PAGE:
Joseph Mikhael, MD, reviews updated results presented at the 2021 ASCO annual meeting of the phase 3 CASSIOPEIA trial for NDMM, and Nina Shah, MD, comments on how the data may inform the addition of daratumumab to triplet therapy at relapse.
Keith Stewart, MD, ChB, MBA: Joe, you mentioned that there are updated results in the CASSIOPEIA trial. I wonder if, for our audience, you could describe that a bit because it becomes relevant here, following up on Sagar’s point.
Joseph Mikhael, MD: Absolutely. It becomes relevant in one way and then, perhaps, not so much another way because CASSIOPEIA uses thalidomide. This was a study that was comparing VTd, or bortezomib, thalidomide, dexamethasone—which is a standard of care in many European countries and particularly France—to giving daratumumab plus VTd [bortezomib, thalidomide, dexamethasone] in induction. That initial study lead to its approval in Europe and the US. Adding daratumumab to VTd [bortezomib, thalidomide, dexamethasone] clearly deepened response and had an impact on the progression-free survival. But there was a second randomization where people received either daratumumab maintenance, with a very interesting scheduling of once every 8 weeks, vs placebo. So, whether you were in the control arm of VTd [bortezomib, thalidomide, dexamethasone] alone or in the intervention arm of DVTd [daratumumab, bortezomib, thalidomide, dexamethasone], you could be randomized to both. Some people ended up never receiving daratumumab, and some people ended up having daratumumab in the front line and not in maintenance. The bottom line from what Philippe] Moreau, MD, presented was that overall, daratumumab maintenance was better than placebo, and it prolonged progression-free survival. However, if you were in the group that had daratumumab with VTd [bortezomib, thalidomide, dexamethasone] in the front line, it didn’t look like adding daratumumab in the maintenance therapy once every 8 weeks added very much. Now, the caveat is that we still need some time to figure it out. But I think, Keith, it brings up the question of how much do you need? As Sagar indicated in their strategy, they gave it in induction, but not so much in maintenance. I think, knowing that we can do well with lenalidomidein maintenance, as we do in the US, it makes us question how long we need to give daratumumab. That was the essential result of the CASSIOPEIA study.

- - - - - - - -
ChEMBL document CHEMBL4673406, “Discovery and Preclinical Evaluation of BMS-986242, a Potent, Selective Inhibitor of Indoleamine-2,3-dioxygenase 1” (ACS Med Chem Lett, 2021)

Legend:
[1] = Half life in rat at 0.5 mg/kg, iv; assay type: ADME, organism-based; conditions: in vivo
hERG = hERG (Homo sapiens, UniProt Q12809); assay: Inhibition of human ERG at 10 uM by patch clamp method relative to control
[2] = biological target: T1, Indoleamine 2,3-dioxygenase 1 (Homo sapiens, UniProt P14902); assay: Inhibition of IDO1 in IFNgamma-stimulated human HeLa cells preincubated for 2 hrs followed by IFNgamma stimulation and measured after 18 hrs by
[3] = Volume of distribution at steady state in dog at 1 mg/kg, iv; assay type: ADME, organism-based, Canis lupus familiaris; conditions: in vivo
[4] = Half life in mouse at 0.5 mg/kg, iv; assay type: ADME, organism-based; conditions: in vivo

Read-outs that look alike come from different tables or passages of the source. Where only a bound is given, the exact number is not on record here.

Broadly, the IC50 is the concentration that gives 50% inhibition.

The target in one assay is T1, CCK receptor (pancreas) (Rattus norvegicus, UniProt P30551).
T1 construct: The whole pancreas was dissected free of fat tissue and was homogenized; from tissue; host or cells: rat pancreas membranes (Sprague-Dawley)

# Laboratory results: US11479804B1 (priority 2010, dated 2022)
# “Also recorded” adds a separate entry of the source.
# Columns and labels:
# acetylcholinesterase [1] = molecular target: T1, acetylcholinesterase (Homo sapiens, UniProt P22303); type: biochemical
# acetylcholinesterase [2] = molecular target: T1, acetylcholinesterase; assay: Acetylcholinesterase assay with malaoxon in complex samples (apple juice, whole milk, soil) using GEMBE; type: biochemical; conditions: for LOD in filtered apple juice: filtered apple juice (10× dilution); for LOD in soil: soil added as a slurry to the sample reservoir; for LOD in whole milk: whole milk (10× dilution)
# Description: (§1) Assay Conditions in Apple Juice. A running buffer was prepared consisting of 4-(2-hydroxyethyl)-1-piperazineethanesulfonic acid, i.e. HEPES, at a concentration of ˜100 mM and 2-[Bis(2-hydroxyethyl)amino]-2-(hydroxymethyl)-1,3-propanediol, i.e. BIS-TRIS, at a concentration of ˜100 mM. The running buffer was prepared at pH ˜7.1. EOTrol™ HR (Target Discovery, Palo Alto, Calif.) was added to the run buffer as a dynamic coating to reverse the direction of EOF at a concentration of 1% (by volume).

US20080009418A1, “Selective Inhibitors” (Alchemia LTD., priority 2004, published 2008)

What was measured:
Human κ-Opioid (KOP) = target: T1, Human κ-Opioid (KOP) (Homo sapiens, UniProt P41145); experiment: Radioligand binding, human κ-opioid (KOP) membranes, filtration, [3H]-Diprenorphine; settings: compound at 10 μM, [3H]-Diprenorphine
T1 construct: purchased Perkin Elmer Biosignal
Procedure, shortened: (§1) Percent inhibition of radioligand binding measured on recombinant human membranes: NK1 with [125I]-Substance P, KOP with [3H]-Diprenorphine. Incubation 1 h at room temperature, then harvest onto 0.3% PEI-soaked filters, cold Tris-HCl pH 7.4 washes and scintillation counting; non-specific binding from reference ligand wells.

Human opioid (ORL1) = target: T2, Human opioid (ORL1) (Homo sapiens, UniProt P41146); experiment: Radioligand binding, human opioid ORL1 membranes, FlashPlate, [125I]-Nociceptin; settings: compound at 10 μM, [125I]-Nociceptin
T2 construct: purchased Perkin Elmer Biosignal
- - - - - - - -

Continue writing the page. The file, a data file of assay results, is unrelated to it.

Keith Stewart, MD, ChB, MBA: That’s where I was going with this, because with daratumumab, if you treat until progression, then you’ve just told us, Joe, isatuximab doesn’t work very well in that situation. Nina, what’s your strategy with daratumumab at relapse?
Nina Shah, MD: It’s very similar to what everyone said, obviously. If the person has progressed on daratumumab, then I tend not to use it again, aside from a clinical trial, and we do have something evaluating that. But for example, the Emory group uses dara-VRd [daratumumab, bortezomib, lenalidomide, dexamethasone] up front for 4 cycles or for induction, and then stops. The person isn’t daratumumab refractory, just like they’re not bortezomib refractory. In that case, I think it’s worth reusing.
Keith Stewart, MD, ChB, MBA: That’s where I was going with that.
Transcript Edited for Clarity